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Microsoft patches Y2K-like bug that borked on-prem Exchange Server
Happy New Year. Welcome back! Now apply this patch – which Microsoft warns isn't easy – if you want email to work
Microsoft has kicked off 2022 by issuing a patch for Exchange Server 2016 and 2019, which both possessed a “latent date issue” that saw emails queued up instead of being dispatched to inboxes.
“The problem relates to a date check failure with the change of the new year,” states a January 1st post to the Exchange Blog.
Exchange’s malware scanning engine is the source of the problem, as Exchange checks the version of that software and then tries to write the date into a variable. But that variable’s maximum value is 2,147,483,647 and the value Exchange tries to write - 2,201,010,001, to reflect the date of January 1st, 2022, at midnight – exceeds the variable’s maximum threshold.
The malware engine therefore crashes when it reads the variable.
Deprived of its malware-scanner – an important element of a mail server - Exchange queues mail instead of sending it.
- Let us give thanks that this November, Microsoft has given us just 55 security fixes, two of which are for actively exploited flaws
- Story of the creds-leaking Exchange Autodiscover flaw – the one Microsoft wouldn't fix even after 5 years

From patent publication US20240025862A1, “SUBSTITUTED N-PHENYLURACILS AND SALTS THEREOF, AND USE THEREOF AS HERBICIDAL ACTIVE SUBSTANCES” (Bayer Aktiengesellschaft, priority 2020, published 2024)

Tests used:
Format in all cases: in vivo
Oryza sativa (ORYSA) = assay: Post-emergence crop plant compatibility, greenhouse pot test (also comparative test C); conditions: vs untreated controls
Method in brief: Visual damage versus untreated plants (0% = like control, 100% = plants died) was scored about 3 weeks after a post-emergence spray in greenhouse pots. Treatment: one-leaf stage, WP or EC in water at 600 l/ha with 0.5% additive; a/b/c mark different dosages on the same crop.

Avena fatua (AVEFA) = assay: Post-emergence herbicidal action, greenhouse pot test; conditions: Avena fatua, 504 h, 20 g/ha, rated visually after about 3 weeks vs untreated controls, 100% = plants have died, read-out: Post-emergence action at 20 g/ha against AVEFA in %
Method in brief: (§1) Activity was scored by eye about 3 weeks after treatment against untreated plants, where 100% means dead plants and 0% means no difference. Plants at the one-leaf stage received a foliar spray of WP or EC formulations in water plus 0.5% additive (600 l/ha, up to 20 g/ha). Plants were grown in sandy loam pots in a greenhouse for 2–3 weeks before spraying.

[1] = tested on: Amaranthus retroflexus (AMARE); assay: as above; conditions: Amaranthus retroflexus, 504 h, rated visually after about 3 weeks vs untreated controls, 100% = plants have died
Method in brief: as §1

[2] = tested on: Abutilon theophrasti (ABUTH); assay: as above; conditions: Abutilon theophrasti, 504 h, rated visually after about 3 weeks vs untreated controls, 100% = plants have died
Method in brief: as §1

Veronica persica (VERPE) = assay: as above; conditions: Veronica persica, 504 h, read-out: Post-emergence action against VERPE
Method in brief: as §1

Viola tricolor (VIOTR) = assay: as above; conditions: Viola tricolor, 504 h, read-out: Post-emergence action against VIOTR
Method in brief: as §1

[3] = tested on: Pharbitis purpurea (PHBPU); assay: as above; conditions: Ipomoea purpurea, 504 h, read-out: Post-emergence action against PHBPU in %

- Microsoft Exchange Autodiscover protocol found leaking hundreds of thousands of credentials
A wag on Reddit named the mess “The Y2K22 bug”, a reference to the infamous Y2K bug caused by early programmers adopting a date format of DD/MM/YY to use less memory than would be required by a format of DD/MM/YYYY. Unfortunately, that decision meant that many systems would assume that the 1st of January 2000 was the first day of the year 1900, which would have made for some merry messes.
The Y2K bug was remediated after years of expensive effort.
Fixing the Exchange mess needs some work, too. While Microsoft has released a script to solve the situation, the company’s Exchange team has warned “it will take some time to make the necessary changes, download the updated files, and clear the transport queues.”
Microsoft’s post about the bug and how to address it was updated seven times between publication on January 1st and the time this story was posted. Chatter in Microsoft forums and elsewhere suggests that the fix can be tricky to apply, and sometimes fails.
All of which means Exchange Admins have an incredibly fun start to 2022 - who doesn't love a deluge of polite inquiries from users miffed that they can't access email? Thanks, Microsoft. ®